Australian grandma sentenced to death for drugs in Malaysia

Adjust Comment Print

An appeals court Thursday overturned Exposto's acquittal and found her guilty of drug trafficking, according to Exposto's lawyer, Muhammad Shafee Abdullah, AFP reported.

Upon leaving Shanghai, Maria Elvira Pinto Exposto was approached by a stranger, who asked her to take a backpack back to Melbourne.

It was alleged that Ms Exposto fell for an online romance scam, with 9 News reporting that she was lured to carry the drugs by a man who claimed to be a U.S. soldier based in Afghanistan.

Customs officers discovered the drugs stitched into a compartment of her backpack, after she went through customs under the impression that she had "nothing to hide", says her lawyer.

"The High Court judge examined every detail in the evidence and in today's decision they simply reversed the decision without reason and sentenced her to death", reports Australian Associated Press. According to news.com.au, a Malaysian appeal court has now overturned an earlier acquittal.

"She was tricked into carrying the bag because of what we now call the internet scam, internet romance".

Exposto, from Sydney, said she did not know the drugs were there, and had voluntarily put the bag through the airport scanner during a stopover in Kuala Lumpur.

On December 27 past year Exposto was acquitted of drug trafficking but faced a prosecution appeal against the acquittal on charges of trafficking 1.5kg of methamphetamine into Malaysia.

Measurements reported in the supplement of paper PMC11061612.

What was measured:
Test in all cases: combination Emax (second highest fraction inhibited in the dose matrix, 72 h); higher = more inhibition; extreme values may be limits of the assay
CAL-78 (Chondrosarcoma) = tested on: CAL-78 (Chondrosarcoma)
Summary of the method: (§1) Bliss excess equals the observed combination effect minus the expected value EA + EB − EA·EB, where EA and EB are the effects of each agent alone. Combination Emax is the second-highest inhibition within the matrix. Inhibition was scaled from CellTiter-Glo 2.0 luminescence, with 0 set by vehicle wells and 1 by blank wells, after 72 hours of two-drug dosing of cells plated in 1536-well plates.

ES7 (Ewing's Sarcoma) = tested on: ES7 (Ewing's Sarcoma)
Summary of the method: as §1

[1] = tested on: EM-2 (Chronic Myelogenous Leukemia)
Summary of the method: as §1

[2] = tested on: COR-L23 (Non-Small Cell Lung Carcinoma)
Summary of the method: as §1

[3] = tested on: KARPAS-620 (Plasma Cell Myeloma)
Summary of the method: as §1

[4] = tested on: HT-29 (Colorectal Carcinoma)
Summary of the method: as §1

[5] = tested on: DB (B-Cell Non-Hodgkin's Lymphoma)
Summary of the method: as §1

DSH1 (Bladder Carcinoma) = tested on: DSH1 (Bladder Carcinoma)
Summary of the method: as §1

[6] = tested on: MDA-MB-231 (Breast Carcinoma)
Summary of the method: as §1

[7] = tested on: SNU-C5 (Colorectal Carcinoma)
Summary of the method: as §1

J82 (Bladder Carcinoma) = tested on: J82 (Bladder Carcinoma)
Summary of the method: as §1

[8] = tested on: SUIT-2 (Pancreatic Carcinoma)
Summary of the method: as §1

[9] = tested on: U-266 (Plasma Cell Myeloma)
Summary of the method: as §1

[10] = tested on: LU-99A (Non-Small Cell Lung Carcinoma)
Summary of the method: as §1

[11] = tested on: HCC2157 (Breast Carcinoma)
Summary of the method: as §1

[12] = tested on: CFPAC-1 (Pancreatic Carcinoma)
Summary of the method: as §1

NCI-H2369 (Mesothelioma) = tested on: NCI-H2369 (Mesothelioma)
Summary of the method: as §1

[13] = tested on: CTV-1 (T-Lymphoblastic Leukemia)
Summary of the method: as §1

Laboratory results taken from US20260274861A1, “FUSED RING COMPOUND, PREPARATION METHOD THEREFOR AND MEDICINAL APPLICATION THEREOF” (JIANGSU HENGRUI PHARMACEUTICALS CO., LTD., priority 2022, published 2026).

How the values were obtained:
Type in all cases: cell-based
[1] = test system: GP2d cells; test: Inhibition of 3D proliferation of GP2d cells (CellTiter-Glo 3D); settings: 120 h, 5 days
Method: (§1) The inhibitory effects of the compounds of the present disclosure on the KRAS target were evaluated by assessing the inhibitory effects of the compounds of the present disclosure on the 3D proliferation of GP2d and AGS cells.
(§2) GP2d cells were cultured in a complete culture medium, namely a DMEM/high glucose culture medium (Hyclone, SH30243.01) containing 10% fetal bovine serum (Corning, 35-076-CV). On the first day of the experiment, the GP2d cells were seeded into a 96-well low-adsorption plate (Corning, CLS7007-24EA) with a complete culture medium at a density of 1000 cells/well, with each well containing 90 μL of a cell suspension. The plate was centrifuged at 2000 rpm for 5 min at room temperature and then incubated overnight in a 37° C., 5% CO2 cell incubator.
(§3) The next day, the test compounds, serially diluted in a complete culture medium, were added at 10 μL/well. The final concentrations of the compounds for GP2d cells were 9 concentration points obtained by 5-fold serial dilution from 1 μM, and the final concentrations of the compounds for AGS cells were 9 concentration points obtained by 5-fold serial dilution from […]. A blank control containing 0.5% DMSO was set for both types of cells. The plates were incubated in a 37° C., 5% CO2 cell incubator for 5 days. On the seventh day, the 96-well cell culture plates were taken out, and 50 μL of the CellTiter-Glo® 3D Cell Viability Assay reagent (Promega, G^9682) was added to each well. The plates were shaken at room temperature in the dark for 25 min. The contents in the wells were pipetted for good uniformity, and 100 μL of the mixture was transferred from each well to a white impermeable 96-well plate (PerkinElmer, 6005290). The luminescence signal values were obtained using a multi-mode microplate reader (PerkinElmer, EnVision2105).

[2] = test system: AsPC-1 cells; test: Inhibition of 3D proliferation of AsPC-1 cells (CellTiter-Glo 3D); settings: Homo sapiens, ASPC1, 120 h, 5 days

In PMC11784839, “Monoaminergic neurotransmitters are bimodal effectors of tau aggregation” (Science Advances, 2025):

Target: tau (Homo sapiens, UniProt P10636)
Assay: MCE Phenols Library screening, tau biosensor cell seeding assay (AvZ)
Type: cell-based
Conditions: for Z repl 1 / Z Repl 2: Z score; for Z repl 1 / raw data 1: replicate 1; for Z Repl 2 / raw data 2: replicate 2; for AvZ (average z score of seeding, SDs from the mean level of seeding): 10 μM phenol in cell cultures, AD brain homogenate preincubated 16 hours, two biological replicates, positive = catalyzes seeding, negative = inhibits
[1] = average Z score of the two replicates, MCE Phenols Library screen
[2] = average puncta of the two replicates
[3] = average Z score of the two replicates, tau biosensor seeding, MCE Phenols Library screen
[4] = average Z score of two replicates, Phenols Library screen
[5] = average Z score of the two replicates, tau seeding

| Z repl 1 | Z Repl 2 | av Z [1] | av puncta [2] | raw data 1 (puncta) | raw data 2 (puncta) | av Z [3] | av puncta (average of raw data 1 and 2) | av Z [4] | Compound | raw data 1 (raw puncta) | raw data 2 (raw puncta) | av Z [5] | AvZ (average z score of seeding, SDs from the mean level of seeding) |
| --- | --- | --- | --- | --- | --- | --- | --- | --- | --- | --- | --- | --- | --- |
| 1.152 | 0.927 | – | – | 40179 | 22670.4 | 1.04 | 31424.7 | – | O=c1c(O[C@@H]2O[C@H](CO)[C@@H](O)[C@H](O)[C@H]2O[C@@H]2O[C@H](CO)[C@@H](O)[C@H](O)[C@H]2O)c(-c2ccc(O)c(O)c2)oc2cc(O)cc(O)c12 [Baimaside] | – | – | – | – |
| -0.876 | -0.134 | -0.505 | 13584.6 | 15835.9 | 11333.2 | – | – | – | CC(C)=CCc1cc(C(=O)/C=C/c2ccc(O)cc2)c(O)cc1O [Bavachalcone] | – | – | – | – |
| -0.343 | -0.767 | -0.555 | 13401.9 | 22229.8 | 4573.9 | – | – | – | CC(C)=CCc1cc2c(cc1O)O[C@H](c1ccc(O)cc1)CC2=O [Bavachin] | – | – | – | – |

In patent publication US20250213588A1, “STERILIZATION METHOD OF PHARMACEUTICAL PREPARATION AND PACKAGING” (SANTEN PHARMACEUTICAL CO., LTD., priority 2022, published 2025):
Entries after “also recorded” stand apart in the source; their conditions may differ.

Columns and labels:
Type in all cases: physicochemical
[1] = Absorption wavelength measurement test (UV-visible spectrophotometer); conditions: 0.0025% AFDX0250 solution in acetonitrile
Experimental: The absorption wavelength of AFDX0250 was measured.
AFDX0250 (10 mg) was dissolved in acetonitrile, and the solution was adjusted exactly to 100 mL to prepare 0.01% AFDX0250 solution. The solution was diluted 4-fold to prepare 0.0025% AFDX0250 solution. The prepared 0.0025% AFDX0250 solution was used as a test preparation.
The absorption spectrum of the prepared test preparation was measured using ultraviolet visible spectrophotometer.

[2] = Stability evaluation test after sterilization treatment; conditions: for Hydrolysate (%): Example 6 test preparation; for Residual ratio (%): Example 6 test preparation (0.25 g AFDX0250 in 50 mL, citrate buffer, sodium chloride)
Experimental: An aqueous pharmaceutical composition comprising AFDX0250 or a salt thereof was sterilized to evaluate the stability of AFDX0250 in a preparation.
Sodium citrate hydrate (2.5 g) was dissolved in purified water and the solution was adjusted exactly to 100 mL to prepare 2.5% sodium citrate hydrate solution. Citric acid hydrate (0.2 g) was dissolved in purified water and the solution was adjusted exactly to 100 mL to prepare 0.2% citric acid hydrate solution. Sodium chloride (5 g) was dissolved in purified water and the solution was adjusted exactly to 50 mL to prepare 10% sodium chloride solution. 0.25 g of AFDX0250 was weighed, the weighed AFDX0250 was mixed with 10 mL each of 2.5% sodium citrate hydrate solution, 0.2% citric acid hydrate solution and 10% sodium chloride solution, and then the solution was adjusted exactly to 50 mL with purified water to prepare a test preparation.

Maria Elvira Pinto Exposto's lawyers said a three-judge panel unanimously threw out the previous ruling.

She had claimed she was the victim of a set-up after she was found with the drugs in her bag after arriving on a flight from China in 2014. "You are convicted and will suffer death by hanging", said Justice Mohtaruddin Baki who chaired a three-man bench. She allegedly believed she was submitting paperwork there for her "boyfriend's" retirement.

Shafee Abdullah now plans to make a final appeal to Malaysia's top court.

The lawyers claimed she did not know the drugs were there, saying she had "never seen drugs in her life", and volunteered her bag to be scanned by an airport X-ray machine.

"I wish you good luck", he said in giving the unanimous ruling.

Three Australians have been hanged for drugs offences in Malaysia since 1986.

Late a year ago, parliament voted to remove the death penalty as mandatory punishment for drug trafficking, and leave it to judges' discretion instead.

There are at least 900 people on death row in Malaysia, officials have said, but executions have been rare in recent years.

Comments